Today, Congresswoman Maxine Waters (D-CA), Chairwoman of the House Financial Services Committee, sent a letter to Marcia Fudge, Secretary of the United States Department of Housing and Urban Development (HUD) as well as the Appraisal Subcommittee, the Appraisal Foundation, and the Appraisal Institute regarding ongoing appraisal bias and discrimination, calling on the federal regulators and the Appraisal Institute to investigate appraiser misconduct and potential illegal discrimination.
The letter highlights longstanding racial inequities plaguing America’s home valuation system, particularly in Black-majority communities and other communities of color. To illuminate the severity of this issue, Chairwoman Waters references an email recently sent by an appraiser who uses racial slurs to describe Black people and implies that appraisers and lenders will deny business to people of color the more discrimination is reported. In response to this email and ongoing reports of discrimination, Waters urges Secretary Fudge, the Appraisal Subcommittee and the appraisal industry to launch a full investigation and announces her plan to introduce legislation to address ongoing discrimination.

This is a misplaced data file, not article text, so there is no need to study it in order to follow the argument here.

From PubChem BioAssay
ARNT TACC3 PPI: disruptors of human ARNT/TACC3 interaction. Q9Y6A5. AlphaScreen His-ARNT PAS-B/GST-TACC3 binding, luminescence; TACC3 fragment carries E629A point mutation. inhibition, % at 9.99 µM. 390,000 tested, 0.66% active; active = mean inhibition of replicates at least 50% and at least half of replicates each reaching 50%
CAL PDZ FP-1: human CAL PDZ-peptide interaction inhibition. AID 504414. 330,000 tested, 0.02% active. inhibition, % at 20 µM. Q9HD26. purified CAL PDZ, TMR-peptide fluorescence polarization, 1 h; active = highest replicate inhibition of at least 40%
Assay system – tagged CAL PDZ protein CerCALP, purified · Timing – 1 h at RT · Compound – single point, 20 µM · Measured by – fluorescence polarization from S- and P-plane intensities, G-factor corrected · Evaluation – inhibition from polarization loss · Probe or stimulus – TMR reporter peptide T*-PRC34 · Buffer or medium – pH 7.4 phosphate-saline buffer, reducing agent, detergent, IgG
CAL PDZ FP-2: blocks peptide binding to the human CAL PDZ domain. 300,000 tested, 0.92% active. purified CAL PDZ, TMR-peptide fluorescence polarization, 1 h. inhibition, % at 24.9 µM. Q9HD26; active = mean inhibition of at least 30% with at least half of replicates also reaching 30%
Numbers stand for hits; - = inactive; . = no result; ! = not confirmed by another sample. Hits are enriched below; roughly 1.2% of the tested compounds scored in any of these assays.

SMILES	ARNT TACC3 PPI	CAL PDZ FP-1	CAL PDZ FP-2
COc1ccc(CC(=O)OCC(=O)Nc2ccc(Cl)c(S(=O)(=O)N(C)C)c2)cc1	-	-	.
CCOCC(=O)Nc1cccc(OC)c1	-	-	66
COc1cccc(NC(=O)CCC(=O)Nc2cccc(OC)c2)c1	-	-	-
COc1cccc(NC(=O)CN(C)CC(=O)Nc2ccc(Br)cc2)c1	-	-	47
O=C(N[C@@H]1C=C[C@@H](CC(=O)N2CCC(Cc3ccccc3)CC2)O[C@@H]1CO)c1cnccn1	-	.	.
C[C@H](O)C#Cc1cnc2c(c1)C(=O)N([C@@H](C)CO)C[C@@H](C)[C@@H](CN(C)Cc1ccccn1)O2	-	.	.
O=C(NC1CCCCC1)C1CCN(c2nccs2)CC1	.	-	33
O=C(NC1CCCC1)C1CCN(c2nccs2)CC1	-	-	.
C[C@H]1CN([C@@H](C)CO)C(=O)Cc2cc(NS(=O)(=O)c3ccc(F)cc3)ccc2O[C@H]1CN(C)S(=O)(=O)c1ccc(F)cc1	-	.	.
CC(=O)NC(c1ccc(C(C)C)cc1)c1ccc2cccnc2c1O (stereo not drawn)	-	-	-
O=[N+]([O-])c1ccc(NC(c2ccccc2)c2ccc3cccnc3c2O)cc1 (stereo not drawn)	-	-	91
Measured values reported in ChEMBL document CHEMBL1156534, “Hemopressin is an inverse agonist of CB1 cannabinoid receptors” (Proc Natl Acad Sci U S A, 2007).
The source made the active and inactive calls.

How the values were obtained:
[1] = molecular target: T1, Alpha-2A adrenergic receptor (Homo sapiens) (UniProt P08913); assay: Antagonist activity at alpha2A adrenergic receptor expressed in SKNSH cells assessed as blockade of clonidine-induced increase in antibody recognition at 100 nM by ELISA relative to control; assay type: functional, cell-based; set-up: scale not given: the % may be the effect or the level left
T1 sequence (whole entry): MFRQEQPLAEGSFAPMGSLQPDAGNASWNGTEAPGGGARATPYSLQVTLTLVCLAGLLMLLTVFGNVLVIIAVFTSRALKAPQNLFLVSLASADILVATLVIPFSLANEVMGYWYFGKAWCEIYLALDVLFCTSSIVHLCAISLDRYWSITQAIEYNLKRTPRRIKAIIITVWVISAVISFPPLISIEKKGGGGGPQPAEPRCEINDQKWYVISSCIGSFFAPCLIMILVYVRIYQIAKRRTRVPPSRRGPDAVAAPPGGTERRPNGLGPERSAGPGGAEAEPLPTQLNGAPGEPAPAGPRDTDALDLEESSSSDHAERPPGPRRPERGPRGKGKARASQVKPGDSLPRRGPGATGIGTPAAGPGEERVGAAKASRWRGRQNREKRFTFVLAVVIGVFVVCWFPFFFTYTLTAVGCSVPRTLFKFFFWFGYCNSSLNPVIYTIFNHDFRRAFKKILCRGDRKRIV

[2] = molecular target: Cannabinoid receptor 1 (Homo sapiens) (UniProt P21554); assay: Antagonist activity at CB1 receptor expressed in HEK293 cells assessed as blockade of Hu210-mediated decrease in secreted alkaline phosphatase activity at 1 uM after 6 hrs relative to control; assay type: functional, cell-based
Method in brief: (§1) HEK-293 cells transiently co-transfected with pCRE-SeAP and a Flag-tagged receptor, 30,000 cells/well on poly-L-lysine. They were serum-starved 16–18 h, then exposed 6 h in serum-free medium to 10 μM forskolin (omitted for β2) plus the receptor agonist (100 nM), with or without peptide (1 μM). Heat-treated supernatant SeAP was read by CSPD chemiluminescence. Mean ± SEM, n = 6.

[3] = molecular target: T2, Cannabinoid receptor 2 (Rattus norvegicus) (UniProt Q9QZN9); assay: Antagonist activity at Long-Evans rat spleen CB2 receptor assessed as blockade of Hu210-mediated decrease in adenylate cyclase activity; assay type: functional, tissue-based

“Some may say that the words of one appraiser do not reflect or represent the profession. However, years of data, ongoing research, and numerous settled lawsuits provide ample evidence to the contrary. The email I reference shines a spotlight on the racist stereotypes and harmful lines of thinking prevalent in an industry which systematically devalues the homes of Black people and other people of color...” wrote Chairwoman Waters. “Given this email incident and ongoing reports of appraisal discrimination, I will be introducing legislation to address systemic appraisal discrimination.”
Read the full text of the letter below.
Honorable Marcia L. Fudge
U.S. Department of Housing & Urban Development
451 7th Street SW
Washington, DC 20410
Appraisal Subcommittee Board Chairman
Deputy Director, Office of Examination and Insurance
National Credit Union Administration
99 M Street SE, Suite 300
Washington, DC 20003
1325 G Street NW, Suite 500
Washington, D.C. 20005
David S. Bunton
The Appraisal Foundation
1155 15th Street, NW
Washington, DC 20005
Pledger M. Bishop, III
200 W. Madison, Suite 1500
Chicago, IL 60606
Secretary Fudge, Chairman Segerson, Mr. Park, Mr. Bunton, and Mr. Bishop: